Acts 14:27 Cannot??!!
As promise earlier, I would like to take this opportunity to wrap up some thoughts on what is probably the most important teaching in the synoptic gospels. Earlier we confronted the situation where our Lord Jesus taught about the sword that must often come to those who become His disciples. I refer to Matthew 10:38. It is here our Lord taught very clearly that to love any relation more than Him made one unworthy of being His disciple. There is more here than just declaring ones love for Him to be greater, for in most cases that would not alienate a relative. What this is telling us is that we must consider ourselves dead to all human relationships (even with Him, II Cor.5:16). Of course in many cultures today, to become a Christian is to automatically cut off all ties and some Jewish traditions actually have a funeral for the convert. Thankfully we don’t all face such, but we all should come into our new relationship with Christ with the same abandon. I call this the SWORD PASSAGE.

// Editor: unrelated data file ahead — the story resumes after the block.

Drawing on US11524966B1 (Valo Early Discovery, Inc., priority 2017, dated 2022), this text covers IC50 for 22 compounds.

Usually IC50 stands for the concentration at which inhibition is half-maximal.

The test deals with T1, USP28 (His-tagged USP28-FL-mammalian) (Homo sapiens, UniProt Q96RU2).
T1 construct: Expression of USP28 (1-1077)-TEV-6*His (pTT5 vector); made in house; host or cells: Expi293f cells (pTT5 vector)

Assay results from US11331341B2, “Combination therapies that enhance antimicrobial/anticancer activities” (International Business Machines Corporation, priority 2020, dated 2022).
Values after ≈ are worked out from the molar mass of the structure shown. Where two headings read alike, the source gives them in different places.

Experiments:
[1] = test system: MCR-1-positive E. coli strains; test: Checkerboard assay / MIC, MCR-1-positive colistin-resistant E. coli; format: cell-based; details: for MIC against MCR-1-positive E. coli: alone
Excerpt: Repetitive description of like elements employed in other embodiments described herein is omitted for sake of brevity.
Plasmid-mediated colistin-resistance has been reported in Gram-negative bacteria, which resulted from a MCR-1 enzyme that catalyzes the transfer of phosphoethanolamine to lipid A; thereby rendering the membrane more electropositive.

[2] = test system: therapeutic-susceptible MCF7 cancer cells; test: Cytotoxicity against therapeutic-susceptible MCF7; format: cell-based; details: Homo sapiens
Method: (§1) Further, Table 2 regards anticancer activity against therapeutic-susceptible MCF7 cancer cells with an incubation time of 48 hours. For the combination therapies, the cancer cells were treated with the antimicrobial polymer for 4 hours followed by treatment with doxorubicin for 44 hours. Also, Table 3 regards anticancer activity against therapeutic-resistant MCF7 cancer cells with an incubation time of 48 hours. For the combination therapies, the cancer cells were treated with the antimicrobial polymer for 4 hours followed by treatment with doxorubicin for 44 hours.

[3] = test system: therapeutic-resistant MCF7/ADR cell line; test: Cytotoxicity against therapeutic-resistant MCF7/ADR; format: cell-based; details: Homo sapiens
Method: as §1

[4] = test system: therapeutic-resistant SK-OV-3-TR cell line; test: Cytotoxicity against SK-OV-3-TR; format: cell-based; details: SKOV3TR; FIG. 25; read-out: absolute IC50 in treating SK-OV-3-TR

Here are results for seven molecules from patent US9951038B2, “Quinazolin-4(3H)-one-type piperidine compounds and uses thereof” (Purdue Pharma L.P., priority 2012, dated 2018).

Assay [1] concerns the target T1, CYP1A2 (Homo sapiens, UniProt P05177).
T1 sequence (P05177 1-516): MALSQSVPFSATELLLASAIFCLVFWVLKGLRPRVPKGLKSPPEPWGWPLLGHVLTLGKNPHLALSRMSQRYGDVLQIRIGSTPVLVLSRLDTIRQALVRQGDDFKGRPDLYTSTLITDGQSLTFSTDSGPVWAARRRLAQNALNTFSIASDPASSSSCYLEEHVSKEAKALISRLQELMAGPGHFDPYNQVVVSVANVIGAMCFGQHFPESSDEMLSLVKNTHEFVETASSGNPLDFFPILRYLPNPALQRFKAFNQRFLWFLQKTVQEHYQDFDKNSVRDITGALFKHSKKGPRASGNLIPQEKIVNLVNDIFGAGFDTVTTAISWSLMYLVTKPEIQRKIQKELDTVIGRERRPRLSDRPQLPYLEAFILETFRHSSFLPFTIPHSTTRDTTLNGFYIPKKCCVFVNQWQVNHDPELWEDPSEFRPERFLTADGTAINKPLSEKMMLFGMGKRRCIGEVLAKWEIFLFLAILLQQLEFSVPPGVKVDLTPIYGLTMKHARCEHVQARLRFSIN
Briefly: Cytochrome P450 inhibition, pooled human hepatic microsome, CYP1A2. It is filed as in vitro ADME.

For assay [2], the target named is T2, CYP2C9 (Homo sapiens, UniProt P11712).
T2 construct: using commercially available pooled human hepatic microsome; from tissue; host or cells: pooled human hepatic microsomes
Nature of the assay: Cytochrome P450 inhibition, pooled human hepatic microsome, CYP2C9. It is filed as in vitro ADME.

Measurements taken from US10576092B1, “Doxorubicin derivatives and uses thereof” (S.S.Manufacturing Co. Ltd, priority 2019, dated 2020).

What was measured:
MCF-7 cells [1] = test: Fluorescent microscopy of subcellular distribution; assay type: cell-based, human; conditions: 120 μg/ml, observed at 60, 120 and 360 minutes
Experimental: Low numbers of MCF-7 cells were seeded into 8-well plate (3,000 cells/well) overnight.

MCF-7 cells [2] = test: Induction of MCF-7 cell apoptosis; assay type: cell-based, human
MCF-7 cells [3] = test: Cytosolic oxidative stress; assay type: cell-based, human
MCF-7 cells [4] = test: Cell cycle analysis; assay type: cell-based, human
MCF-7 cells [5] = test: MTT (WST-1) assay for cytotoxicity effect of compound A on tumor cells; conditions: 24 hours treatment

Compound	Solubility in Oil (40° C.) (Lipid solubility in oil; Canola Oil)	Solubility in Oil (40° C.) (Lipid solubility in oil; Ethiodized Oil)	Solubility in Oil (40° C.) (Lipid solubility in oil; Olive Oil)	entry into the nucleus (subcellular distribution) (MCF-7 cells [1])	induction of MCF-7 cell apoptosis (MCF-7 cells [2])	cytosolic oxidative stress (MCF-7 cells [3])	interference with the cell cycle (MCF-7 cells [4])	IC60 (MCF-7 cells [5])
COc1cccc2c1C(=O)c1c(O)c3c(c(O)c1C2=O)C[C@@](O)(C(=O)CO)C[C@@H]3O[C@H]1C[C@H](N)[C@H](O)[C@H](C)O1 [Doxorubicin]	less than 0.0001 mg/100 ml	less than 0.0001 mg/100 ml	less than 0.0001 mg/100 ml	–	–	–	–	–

Next in order there is the PETER PASSAGE where he is being dealt with by our Lord and at which occasion we are taught (v.24) to deny ourselves in taking up the cross. The third time the cross is mentioned in a separate setting is found in Mark 10:21 where, as an interesting fact, the writer makes reference to the cross, not mentioned by Matthew (19:16) or Luke (18:18). It is, however, extremely significant that our Lord did say it for it makes this story an excellent example of the complete abandonment He requires of His disciples. Let us not attempt to lessen the meaning here! I call this the RICH YOUNG RULER PASSAGE.